I was thinking a little more about why I haven’t embraced the ideas behind the Ecomodernism Manifesto. It’s a positive message, and it’s promoting innovation and technology development; all things that I would regard as crucial parts of what we should be doing to address the risks associated with climate change. So, why haven’t I simply accepted that this is the way forward?
One reason is simply the tone. It’s a bit antagonistic and rather dismissive of other ideas. That’s fine, but it doesn’t really give the impression that those involved are actually interested in a genuine discussion. Putting that to one side, though, there is – in my view – a more fundamental issue. I get a bit of flack if I don’t properly recognise that ultimately we should be aiming to balance the risks associated with climate change with the risks associated with the various future pathways. It’s clearly not easy, but I do agree that this is what we should be aiming to do, even if we can’t do it in some kind of exact way. I don’t, however, see much evidence for anything like this in the Ecomodernist Manifesto. It really just seems to be a description of their preferred future pathway (be positive, innovation, technology).
To be fair, they do acknowledge the risks associated with climate change, but then seem to effectively ignore them. For example, a number of those associated with Ecomodernism seem to be promoting the view that we cannot achieve a 2oC limit, that we should therefore accept this, and – given this – simply do the best we can; the “good Anthropocene”. The problem is that the 2oC limit is not some kind of boundary; there’s a continuum. Whether or not having such a limit was a good idea, it was simply intended as a target, rather than as some kind of divider between “good” and “bad”. Even if we are going to miss this target, there is still a vast difference between missing it by a lot and missing it by a little.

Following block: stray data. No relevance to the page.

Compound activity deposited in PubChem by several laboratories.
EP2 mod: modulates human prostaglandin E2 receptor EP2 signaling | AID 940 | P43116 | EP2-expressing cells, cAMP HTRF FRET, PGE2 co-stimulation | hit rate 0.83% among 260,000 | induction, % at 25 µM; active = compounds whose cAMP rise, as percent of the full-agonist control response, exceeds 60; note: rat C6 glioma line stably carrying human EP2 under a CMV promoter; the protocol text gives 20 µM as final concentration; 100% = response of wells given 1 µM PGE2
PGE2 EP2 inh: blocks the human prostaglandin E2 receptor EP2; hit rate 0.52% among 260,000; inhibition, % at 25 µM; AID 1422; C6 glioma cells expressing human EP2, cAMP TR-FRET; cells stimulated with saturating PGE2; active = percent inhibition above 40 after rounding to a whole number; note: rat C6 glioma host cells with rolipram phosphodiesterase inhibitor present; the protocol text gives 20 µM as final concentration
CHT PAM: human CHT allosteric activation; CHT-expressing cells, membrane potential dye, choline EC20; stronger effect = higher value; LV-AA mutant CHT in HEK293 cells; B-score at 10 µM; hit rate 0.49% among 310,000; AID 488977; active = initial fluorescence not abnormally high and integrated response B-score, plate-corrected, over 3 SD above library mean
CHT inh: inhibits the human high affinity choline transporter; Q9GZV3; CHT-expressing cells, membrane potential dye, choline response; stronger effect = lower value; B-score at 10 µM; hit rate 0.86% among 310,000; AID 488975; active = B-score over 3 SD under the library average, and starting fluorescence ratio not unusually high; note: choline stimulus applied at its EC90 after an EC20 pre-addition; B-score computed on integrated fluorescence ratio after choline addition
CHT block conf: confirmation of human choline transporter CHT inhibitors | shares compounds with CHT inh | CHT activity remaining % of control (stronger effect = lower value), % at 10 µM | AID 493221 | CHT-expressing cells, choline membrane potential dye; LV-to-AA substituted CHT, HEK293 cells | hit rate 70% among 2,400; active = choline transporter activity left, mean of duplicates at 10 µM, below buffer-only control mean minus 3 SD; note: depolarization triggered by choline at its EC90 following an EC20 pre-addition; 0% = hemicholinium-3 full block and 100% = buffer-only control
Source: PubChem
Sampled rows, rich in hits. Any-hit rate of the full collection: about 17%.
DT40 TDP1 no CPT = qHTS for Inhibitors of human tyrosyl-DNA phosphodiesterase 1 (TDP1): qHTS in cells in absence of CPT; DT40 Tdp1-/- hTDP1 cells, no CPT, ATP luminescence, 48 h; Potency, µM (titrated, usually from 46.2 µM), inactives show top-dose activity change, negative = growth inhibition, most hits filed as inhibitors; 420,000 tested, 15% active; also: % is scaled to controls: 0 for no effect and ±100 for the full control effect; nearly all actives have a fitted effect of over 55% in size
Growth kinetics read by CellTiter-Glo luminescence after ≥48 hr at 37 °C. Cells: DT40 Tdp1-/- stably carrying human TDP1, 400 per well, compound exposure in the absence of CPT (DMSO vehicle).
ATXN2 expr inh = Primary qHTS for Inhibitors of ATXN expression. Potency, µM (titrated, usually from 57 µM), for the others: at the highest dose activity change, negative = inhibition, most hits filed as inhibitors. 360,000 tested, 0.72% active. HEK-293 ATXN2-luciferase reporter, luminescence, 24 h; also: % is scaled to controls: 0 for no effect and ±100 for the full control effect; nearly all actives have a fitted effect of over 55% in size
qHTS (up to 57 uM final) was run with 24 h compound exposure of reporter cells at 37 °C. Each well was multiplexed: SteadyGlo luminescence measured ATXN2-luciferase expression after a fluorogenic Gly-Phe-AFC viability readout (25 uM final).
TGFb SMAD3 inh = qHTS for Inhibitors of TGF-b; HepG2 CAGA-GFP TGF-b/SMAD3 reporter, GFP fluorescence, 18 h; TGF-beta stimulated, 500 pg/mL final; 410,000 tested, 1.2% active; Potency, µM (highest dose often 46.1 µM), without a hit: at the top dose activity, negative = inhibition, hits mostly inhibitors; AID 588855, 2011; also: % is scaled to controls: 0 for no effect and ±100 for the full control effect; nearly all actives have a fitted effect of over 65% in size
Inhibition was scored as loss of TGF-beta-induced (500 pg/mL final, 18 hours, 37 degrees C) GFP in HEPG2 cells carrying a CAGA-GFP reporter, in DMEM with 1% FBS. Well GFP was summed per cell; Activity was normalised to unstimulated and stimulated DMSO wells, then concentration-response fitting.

So, the impression I have is that part of the justification for the Ecomodernist idea is that because we’re going to miss this target, we should now ignore targets, and simply focus on how best to develop technologies for the future (a variant of the “no regrets” idea, I think). In a sense, ignore the risks associated with climate change because we can’t avoid them, and focus – instead – on technology that will let us deal with this. Of course, I agree with the general idea of technology development, but how much we priortise this, how we do it, what we actually focus on, and how quickly we change our energy sources is still relevant. Broadly speaking, how much we warm will depend only on how much we emit. The more we emit, the more we will warm and the more likely it will be that the impacts of climate change will be more severe. Implying that it’s somehow binary (we’re going to miss the target, move on) seems to ignore that it’s still likely to be better to miss it by 0.5oC than to miss it by 1.5oC.
To be fair, this idea seems quite new and maybe there is more to it than I appreciate. If anyone knows of any other documentation that explains it in more detail, feel free to point that out. Similarly, if anyone wants to explain it in more detail in the comments, go ahead. However, while it appears to be more a mechanism for justifying a preferred pathway, than something based on a genuine analysis of the various risks, I suspect it will remain something that is largely accepted by those who find these ideas particularly appealing.